Two Investment Strategies Used by Mutual Fund Managers in Managing Portfolios

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– There are two investment strategies used by mutual fund managers in managing portfolios. The first strategy is active investment strategy, in which the mutual fund manager attempts to achieve the highest possible return. 

Active mutual fund managers believe that their expertise in managing portfolios will result in better or higher performance compared to the index of stocks that serve as their benchmark. 

In managing their portfolios, active mutual fund managers will frequently buy and sell securities in the portfolio to achieve the highest possible return. 

In order to buy or sell the right securities in the portfolio, active mutual funds have a team of investment managers and research analysts who will analyze the economic and political trends (macro) and analyze the financial statements and business trends of companies (micro). 

In administering a mutual fund portfolio, active mutual fund managers will also be assisted by a Custodian Bank that is paid a certain fee that is charged to the mutual fund portfolio. 

In general, mutual funds in the market, unless their names indicate otherwise, are active mutual funds. 

From this explanation, it can be understood that active mutual funds involve many purchases and sales with the consequences of higher tax costs and exchange costs and higher brokerage fees (brokers).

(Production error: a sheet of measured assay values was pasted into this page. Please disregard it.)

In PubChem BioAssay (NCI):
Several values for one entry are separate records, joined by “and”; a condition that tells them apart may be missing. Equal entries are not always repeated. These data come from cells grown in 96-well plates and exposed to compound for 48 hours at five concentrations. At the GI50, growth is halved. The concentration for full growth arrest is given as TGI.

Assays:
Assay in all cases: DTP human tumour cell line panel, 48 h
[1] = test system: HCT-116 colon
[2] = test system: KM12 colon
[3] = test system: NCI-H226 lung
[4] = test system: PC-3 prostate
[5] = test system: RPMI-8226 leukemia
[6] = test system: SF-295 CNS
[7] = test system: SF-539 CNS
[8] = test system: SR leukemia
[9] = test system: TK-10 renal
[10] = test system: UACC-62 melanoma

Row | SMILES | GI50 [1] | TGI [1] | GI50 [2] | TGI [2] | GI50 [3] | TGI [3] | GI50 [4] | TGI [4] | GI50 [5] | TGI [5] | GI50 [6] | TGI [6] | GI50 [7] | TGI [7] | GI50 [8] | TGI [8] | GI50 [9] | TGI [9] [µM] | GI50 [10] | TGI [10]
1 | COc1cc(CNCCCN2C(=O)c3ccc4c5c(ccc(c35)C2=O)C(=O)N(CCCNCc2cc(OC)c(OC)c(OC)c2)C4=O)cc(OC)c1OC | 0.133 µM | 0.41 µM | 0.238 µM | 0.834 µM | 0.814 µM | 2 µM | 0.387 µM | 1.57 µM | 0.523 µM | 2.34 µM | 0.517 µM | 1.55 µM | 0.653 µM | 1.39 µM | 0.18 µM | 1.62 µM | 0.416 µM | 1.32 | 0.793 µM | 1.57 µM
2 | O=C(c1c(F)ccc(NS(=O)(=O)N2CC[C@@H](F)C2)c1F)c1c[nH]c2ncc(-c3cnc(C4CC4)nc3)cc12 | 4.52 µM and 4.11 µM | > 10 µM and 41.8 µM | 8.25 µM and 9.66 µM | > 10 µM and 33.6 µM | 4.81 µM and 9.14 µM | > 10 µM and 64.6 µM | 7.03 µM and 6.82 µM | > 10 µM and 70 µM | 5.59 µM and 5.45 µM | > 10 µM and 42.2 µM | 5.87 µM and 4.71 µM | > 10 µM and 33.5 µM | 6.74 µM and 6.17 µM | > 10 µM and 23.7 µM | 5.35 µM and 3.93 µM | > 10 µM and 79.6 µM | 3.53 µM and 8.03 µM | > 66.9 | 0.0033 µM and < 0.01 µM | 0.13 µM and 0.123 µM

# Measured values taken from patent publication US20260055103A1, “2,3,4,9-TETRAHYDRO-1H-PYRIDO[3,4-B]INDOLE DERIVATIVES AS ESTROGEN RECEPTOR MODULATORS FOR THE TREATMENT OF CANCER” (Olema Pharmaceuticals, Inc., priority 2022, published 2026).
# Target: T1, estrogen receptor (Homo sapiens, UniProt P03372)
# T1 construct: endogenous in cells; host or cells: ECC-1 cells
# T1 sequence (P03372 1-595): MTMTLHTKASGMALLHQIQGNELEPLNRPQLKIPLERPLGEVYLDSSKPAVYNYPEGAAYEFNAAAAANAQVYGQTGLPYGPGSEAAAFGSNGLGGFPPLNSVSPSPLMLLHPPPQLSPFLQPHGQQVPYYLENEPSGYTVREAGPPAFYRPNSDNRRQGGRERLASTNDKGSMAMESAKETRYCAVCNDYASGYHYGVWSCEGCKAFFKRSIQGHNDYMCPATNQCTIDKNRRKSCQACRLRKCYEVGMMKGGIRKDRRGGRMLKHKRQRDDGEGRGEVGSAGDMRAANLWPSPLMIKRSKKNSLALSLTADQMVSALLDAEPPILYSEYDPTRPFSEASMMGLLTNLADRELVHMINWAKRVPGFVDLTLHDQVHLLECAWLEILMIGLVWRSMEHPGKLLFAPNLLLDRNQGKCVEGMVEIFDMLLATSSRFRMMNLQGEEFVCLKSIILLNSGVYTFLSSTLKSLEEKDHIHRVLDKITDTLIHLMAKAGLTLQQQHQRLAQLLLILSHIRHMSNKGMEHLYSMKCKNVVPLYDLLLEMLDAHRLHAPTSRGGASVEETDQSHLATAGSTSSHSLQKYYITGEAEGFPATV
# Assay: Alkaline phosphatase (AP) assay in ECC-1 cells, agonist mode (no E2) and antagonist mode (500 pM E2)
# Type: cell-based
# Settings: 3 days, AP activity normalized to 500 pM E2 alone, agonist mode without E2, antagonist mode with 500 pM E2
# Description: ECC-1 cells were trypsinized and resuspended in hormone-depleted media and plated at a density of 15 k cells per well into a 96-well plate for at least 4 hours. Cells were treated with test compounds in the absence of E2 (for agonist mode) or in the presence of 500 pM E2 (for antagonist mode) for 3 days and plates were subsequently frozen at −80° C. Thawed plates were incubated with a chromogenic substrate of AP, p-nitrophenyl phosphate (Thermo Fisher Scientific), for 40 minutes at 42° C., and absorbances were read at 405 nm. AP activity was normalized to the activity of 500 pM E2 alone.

In addition, conventional mutual funds will also charge higher investment management fees and Custodian Bank fees (fees) to the investors within it (compared to similar costs for passive mutual funds or ETFs). 

In Indonesia, the costs that must be disclosed in the mutual fund prospectus are only investment management fees and Custodian Bank fees, and are the basis for comparing mutual fund costs. 

Other transaction costs do not have to be disclosed and must be seen for themselves in the mutual fund's annual audit report. 

In the United States, mutual fund costs in a year are known as the expense ratio, which is the ratio of all mutual fund costs to mutual fund assets. The expense ratio is not fixed and can change every year. 

The second investment strategy is the passive investment strategy, in which the mutual fund manager does not seek to find the highest possible investment return but "only" a return equal to the index (stock prices) that serves as the reference for the mutual fund. 

Passive investment managers believe that the prices of securities in the capital market already reflect all available information, both public and private, and that it is difficult to outperform the market. 

Passive mutual funds use a simple investment strategy by investing in securities that are representative of the entire market or a particular market sector. 

Passive mutual funds are also known as index funds because they follow the performance of a specific index. 

Passive mutual funds have lower management fees and management costs because they do not require research analysts and do not need to buy and sell securities as frequently as active mutual funds. 

Passive mutual funds are also known as exchange-traded funds (ETFs) because they are traded on a stock exchange like a stock. 

In the United States, ETFs have become increasingly popular in recent years because they have lower costs and higher tax efficiency than traditional mutual funds.

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